Pranam Mavahalli
Aphex Twin – Syro (Warp)

So Boards of Canada released an album last year, and Aphex Twin releases one this year. Two massively unexpected, and wholly welcome events for those like me who care deeply about such things. Also surprising is the appearance online of tunes by Aphex’s 5 year old son that he made using Renoise. It took me a year to master that bloody piece of software, and I’m now being usurped by someone barely out of nappies. I guess that sums up Aphex to me – inspiring, occasionally infuriating, yet frequently brilliant.

Ian Parker
Steve Gunn - Way Out Weather (Paradise of Bachelors)

The War on Drugs get everywhere. They've already had their fair share of attention on this year's Calendar, not just in early nominations but also muscling into the Sun Kil Moon review as they infiltrate every corner. Spoiler alert: we’re not done yet. Their influence spreads wide, and this year's repeated references is nothing new. Previously it's been former member Kurt Vile making the odd cameo appearance, and now we're going to extend the family tree a little further with Vile's former guitarist Steve Gunn. But while I'd not heard of him until lately, it turns out we're doing Gunn a disservice by introducing him as such, because his CV is a long one, and his time with the Violators merely a footnote. If, like me, you make Way Out Weather your first entry point you'll enjoy a record based in the same sort of swirling psychedelia as those we've already mentioned, but with a lighter, more folky touch. That is, at least, for the first seven tracks. Closer 'Tommy's Congo' (do click the link - it's more than worth a listen after the more representative 'Milly's Garden' below) is a full-on assault of mind-blowing trance-enducing rhythms. Approach with enthusiasm.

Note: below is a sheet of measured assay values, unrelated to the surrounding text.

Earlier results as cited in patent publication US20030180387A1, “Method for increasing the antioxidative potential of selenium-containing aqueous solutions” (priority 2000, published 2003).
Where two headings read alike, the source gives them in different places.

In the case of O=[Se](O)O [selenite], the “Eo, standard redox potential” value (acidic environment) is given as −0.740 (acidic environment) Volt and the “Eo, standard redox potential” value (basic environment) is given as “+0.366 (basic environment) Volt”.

Guy Atkinson
You Blew It! - Keep Doing What You're Doing (Topshelf Records)

A meatier follow up to their American Football-inspired debut, which cements their position as one of modern emo's brightest lights.

Steve Pill
Melanie de Biasio – No Deal (PIAS)

No Deal is so perilously close to descending into full-blown cliche. De Biasio is like an alpha version of a French chanteuse, all gamine looks, sultry vocals and world-weary outlook, caught in the spotlight of this mini album like a forgotten nouvelle vague starlet. The backing is full-on St Germain supper club too, albeit with hints of Portishead's debut. But there is something quite pure and genuine about the delivery that lifts it above pastiche. It's as if, like Gregory Porter before her, it's just a mere coincidence that she is in possession of all the classic jazz touchstones, so she can inhabit her songs with real truth rather than simply trying on the stylings for fun like an awkward X Factor contestant during big band week. It's there in the way she sings the phrase "ill wind" as "eeeeeeeel wind", the way she often rides the feather light drums with a soft hum rather than a forced scat, the way she sounds genuinely defiant by the title promise of 'I'm Gonna Leave You'. Let her go at your peril.

1 comment:

  1. Dollard wins Guy's Track of the Day, which marks quite the turnaround from yesterday after he chose what might be the worst piece of music ever to infiltrate my ears.